How to get there: Take an Uber to Ibn Tulun. Just be advised you’ll be going through a dense, working-class neighborhood to get to the mosque itself – and that means some drivers will be confused if they’re not GPS-savvy.

Next stops: Both the Cairo Citadel and Sultan Hassan are a 10-minute taxi ride away. You can also take a tuk tuk to Sultan Hassan if you find a determined driver.

Next cluster: Take an Uber to Moez Street to start sightseeing the next cluster. You’ll be closer to the southern part of Moez (aka the Tentmaker’s Market) so you can start there and work your way up north if you want to save about 15 minutes in your taxi. Otherwise, just take an Uber straight to Azhar Mosque and you’ll be right in the center of Khan el Khalili and in the middle of Moez Street.

Read Inside The Incredible Mosque of Ibn Tulun (A Local’s Guide!) for my detailed guide to all the must-sees.

4. Moez Street

The tall minaret and dome of the Qalawun complex loom over a small sidestreet.

free | most shops open 9am-midnight | on the map

Moez is a kilometer-long street in Islamic Cairo lined with treasures of medieval architecture – from splendid mosques to historic homes and palaces.

It’s very walkable and a perfect choice if you want to do an Islamic Cairo walking tour.

It’s also bustling with local vendors, street food wagons and mazes of narrow sidestreets where tall minarets peak out above the rooftops.

Insider’s tip: If you want to visit the most essential sites along Moez Street, don’t miss the incredible Qalawun Complex for splendid mosques and madrasas, and the historic home Bayt al-Suhaymi for a fascinating look at everyday life in 17th-century Cairo.

Moez Street is adjacent to the famous Khan el Khalili souq, a medieval bazaar that’s now a bustling tourist destination. It also has countless shops with handmade crafts and souvenirs – which means you can combine your historic sightseeing with some shopping.

How to get there: Take an Uber to Bab al-Futuh, which is an easy drop-off point on a wide and busy street. Enter through the gate and you’ll be straight on Moez Street. Or get dropped off at Azhar Mosque and you’ll be in the middle of Moez and right next to Khan el Khalili.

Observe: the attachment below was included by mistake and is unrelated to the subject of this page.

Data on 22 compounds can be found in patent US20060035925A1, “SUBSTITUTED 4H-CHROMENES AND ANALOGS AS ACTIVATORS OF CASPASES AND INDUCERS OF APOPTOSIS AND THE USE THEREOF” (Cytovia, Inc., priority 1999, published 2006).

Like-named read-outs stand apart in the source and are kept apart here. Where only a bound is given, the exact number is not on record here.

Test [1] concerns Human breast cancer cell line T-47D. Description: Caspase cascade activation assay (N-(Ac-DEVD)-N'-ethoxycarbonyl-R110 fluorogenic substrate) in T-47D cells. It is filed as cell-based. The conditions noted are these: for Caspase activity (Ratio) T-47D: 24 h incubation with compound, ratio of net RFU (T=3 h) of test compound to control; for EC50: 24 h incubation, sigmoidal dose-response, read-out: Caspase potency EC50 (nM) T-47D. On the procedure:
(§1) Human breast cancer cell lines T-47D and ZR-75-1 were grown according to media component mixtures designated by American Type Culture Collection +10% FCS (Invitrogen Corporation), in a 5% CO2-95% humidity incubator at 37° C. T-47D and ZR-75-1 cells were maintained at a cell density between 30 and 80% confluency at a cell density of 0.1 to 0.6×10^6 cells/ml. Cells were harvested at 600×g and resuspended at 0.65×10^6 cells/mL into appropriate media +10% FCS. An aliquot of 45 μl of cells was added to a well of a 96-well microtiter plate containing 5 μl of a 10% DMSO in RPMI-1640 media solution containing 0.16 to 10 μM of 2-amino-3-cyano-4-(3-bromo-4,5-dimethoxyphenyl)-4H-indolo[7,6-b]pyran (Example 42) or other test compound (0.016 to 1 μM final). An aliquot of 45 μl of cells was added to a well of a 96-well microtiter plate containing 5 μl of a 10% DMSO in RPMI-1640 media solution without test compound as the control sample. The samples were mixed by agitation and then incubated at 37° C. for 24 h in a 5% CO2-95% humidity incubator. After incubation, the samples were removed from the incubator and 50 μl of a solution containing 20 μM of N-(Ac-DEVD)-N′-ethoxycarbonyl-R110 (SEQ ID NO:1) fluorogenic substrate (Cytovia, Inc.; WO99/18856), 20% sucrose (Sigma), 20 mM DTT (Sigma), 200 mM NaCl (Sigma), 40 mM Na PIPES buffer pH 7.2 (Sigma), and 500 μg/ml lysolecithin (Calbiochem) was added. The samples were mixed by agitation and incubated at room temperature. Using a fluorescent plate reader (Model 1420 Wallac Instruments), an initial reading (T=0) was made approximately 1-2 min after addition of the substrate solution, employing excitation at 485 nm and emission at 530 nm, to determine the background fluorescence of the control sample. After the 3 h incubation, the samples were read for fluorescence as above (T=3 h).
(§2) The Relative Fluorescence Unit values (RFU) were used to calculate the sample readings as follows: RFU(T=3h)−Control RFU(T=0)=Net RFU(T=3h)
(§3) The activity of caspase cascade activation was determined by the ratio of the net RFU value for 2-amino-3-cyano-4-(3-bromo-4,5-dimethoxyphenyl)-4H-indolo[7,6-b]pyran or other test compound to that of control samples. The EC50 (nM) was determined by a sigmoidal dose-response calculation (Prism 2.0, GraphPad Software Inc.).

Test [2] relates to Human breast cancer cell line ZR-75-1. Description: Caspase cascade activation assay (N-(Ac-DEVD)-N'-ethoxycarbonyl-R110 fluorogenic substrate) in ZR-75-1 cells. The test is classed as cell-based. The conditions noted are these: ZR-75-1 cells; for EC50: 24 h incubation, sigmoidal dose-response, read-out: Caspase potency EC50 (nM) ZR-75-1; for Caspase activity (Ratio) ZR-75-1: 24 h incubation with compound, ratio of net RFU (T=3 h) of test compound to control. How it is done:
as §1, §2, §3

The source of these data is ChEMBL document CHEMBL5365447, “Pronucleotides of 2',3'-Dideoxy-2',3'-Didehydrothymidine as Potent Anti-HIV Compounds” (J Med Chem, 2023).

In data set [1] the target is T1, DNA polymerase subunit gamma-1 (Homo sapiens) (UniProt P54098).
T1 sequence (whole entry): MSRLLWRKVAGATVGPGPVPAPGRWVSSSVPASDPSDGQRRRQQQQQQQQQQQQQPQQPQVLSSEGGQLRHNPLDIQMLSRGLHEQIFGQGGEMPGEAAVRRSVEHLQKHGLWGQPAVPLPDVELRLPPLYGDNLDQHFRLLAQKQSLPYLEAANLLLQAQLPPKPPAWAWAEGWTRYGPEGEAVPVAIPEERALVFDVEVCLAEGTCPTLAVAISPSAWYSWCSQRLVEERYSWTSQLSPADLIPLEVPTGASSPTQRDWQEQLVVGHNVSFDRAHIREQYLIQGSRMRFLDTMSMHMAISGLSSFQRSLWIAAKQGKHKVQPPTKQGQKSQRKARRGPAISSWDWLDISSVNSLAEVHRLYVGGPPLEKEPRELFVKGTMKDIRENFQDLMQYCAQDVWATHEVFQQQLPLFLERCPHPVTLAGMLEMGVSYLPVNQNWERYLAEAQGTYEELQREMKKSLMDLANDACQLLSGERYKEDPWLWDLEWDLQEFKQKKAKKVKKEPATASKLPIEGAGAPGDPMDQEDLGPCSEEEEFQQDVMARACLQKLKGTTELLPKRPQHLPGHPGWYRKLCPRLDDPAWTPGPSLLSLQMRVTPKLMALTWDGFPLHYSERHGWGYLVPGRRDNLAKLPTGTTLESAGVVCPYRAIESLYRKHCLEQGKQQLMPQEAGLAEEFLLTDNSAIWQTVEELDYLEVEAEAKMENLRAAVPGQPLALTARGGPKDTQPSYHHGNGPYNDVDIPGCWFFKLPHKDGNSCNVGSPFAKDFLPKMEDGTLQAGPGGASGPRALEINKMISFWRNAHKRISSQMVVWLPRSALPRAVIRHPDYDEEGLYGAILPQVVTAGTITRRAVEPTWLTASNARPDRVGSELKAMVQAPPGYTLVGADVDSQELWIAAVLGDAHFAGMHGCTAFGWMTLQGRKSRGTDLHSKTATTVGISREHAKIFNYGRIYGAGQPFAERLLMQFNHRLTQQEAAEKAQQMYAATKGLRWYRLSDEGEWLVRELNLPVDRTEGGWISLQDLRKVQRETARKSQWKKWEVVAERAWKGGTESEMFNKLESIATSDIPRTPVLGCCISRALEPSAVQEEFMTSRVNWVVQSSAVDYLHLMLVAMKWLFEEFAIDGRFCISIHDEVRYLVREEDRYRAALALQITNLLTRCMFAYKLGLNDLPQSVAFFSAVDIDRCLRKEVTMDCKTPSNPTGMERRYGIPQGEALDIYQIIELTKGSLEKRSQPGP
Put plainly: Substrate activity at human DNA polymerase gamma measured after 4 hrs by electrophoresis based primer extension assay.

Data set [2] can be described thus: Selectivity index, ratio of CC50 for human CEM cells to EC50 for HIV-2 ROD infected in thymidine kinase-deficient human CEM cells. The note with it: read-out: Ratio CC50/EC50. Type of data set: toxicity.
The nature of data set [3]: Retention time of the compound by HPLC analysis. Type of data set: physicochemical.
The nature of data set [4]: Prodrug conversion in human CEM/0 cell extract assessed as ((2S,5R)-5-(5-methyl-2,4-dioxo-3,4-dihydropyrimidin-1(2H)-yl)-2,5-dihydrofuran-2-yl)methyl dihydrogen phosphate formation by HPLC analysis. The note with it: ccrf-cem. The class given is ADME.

Next stops: Moez Street is walking distance to Khan el Khalili and Azhar Mosque.

Read Moez Street in Cairo: An Ultimate Local’s Guide for a complete map of everything you must see along this street.

5. Khan el Khalili

Dee walks down a street in Khan el Khalili in Cairo filled with vendors selling colorful lanterns.

free | most shops open 9am-midnight | on the map

Khan el Khalili is a medieval open-air bazaar packed with historic mosquesbustling cafes and endless mazes of colorful shops. It’s right alongside Moez Street.

It’s an incredible place to soak in some local atmosphere and load up on Egyptian souvenirs while admiring the city’s most splendid architecture.

Insider’s tip: Don’t miss Bab al-Ghuri (see above), a historic gate packed with shops selling colorful lanterns, and old cafes lively with musicians and kettles of mint tea.

Khan el Khalili is also often loud and overwhelming with pushy vendors and fake Chinese-made kitsch. Be prepared to haggle – or just say no.

It’s lively and sometimes overwhelming, but Khan el Khalili is definitely one of the best things to do in Cairo and a must-see even on a one-day Cairo itinerary.

Khan el Khalili dates back to the 14th century and it’s a UNESCO World Heritage Site is lined with masterpieces of Islamic architecture – and some of Egypt’s most incredible mosques.

It was established as a trade center during the Mamluk era and merchants all over the world packed its dense streets to sell their wares.

How to get there: Take an Uber to Azhar Mosque, which is an easy drop-off point on a wide and busy street. And you’ll be in the middle of Moez Street and right next to Khan el Khalili

Next stops: Khan el Khalili is waking distance to both Moez Street and Azhar Mosque.

Read Khan el Khalili: An Ultimate Local’s Guide for my insider’s guide to navigating this lively souq.

6. Al-Azhar Mosque

azhar mosque cairo